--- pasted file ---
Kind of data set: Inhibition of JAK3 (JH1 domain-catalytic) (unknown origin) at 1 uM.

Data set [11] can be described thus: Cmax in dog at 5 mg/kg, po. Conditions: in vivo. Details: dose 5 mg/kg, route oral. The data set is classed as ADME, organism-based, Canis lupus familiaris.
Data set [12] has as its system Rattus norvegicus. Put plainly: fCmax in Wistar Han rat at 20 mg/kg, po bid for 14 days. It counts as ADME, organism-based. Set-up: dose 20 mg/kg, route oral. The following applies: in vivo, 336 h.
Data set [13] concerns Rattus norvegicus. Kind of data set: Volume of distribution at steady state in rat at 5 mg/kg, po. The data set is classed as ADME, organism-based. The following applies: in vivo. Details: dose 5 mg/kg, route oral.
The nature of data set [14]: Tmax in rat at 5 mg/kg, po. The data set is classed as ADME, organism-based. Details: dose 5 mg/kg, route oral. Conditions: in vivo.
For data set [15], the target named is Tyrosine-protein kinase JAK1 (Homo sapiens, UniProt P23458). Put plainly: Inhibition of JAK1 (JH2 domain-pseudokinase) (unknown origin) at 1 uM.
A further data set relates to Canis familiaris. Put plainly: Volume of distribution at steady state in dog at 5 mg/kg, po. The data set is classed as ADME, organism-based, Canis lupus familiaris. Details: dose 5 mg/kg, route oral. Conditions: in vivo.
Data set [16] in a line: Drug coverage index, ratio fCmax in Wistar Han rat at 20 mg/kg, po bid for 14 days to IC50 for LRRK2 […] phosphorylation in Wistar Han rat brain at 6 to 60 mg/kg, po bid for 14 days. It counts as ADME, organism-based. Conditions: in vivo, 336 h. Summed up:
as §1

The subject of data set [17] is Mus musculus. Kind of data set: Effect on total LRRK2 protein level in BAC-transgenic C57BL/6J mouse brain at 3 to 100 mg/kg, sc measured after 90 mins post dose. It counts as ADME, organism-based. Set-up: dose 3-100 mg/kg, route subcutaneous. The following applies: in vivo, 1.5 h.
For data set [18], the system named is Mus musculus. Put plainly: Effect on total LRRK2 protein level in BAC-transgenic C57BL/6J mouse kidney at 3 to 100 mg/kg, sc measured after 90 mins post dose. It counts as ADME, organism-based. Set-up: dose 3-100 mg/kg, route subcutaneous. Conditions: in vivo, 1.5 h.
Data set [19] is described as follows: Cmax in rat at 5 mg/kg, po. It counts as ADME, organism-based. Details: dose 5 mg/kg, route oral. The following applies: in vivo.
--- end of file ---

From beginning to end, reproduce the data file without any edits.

Kind of data set: Inhibition of JAK3 (JH1 domain-catalytic) (unknown origin) at 1 uM.

Data set [11] can be described thus: Cmax in dog at 5 mg/kg, po. Conditions: in vivo. Details: dose 5 mg/kg, route oral. The data set is classed as ADME, organism-based, Canis lupus familiaris.
Data set [12] has as its system Rattus norvegicus. Put plainly: fCmax in Wistar Han rat at 20 mg/kg, po bid for 14 days. It counts as ADME, organism-based. Set-up: dose 20 mg/kg, route oral. The following applies: in vivo, 336 h.
Data set [13] concerns Rattus norvegicus. Kind of data set: Volume of distribution at steady state in rat at 5 mg/kg, po. The data set is classed as ADME, organism-based. The following applies: in vivo. Details: dose 5 mg/kg, route oral.
The nature of data set [14]: Tmax in rat at 5 mg/kg, po. The data set is classed as ADME, organism-based. Details: dose 5 mg/kg, route oral. Conditions: in vivo.
For data set [15], the target named is Tyrosine-protein kinase JAK1 (Homo sapiens, UniProt P23458). Put plainly: Inhibition of JAK1 (JH2 domain-pseudokinase) (unknown origin) at 1 uM.
A further data set relates to Canis familiaris. Put plainly: Volume of distribution at steady state in dog at 5 mg/kg, po. The data set is classed as ADME, organism-based, Canis lupus familiaris. Details: dose 5 mg/kg, route oral. Conditions: in vivo.
Data set [16] in a line: Drug coverage index, ratio fCmax in Wistar Han rat at 20 mg/kg, po bid for 14 days to IC50 for LRRK2 […] phosphorylation in Wistar Han rat brain at 6 to 60 mg/kg, po bid for 14 days. It counts as ADME, organism-based. Conditions: in vivo, 336 h. Summed up:
as §1

The subject of data set [17] is Mus musculus. Kind of data set: Effect on total LRRK2 protein level in BAC-transgenic C57BL/6J mouse brain at 3 to 100 mg/kg, sc measured after 90 mins post dose. It counts as ADME, organism-based. Set-up: dose 3-100 mg/kg, route subcutaneous. The following applies: in vivo, 1.5 h.
For data set [18], the system named is Mus musculus. Put plainly: Effect on total LRRK2 protein level in BAC-transgenic C57BL/6J mouse kidney at 3 to 100 mg/kg, sc measured after 90 mins post dose. It counts as ADME, organism-based. Set-up: dose 3-100 mg/kg, route subcutaneous. Conditions: in vivo, 1.5 h.
Data set [19] is described as follows: Cmax in rat at 5 mg/kg, po. It counts as ADME, organism-based. Details: dose 5 mg/kg, route oral. The following applies: in vivo.